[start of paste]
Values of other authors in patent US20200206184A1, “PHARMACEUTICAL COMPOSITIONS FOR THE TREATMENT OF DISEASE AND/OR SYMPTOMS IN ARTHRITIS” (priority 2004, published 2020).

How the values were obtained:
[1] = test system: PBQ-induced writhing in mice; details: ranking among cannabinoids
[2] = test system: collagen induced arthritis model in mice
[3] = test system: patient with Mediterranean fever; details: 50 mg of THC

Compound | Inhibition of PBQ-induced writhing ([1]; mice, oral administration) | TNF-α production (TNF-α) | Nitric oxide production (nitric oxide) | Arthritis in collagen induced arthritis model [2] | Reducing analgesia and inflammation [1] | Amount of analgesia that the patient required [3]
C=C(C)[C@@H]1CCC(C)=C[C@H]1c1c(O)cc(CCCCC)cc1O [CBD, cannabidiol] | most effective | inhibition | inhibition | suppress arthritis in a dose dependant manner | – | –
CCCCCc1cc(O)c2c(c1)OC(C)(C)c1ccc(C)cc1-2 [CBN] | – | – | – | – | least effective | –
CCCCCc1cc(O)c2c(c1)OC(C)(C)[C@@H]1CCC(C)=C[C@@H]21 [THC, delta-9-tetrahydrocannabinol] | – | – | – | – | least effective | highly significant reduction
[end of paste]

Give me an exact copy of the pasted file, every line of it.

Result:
Values of other authors in patent US20200206184A1, “PHARMACEUTICAL COMPOSITIONS FOR THE TREATMENT OF DISEASE AND/OR SYMPTOMS IN ARTHRITIS” (priority 2004, published 2020).

How the values were obtained:
[1] = test system: PBQ-induced writhing in mice; details: ranking among cannabinoids
[2] = test system: collagen induced arthritis model in mice
[3] = test system: patient with Mediterranean fever; details: 50 mg of THC

Compound | Inhibition of PBQ-induced writhing ([1]; mice, oral administration) | TNF-α production (TNF-α) | Nitric oxide production (nitric oxide) | Arthritis in collagen induced arthritis model [2] | Reducing analgesia and inflammation [1] | Amount of analgesia that the patient required [3]
C=C(C)[C@@H]1CCC(C)=C[C@H]1c1c(O)cc(CCCCC)cc1O [CBD, cannabidiol] | most effective | inhibition | inhibition | suppress arthritis in a dose dependant manner | – | –
CCCCCc1cc(O)c2c(c1)OC(C)(C)c1ccc(C)cc1-2 [CBN] | – | – | – | – | least effective | –
CCCCCc1cc(O)c2c(c1)OC(C)(C)[C@@H]1CCC(C)=C[C@@H]21 [THC, delta-9-tetrahydrocannabinol] | – | – | – | – | least effective | highly significant reduction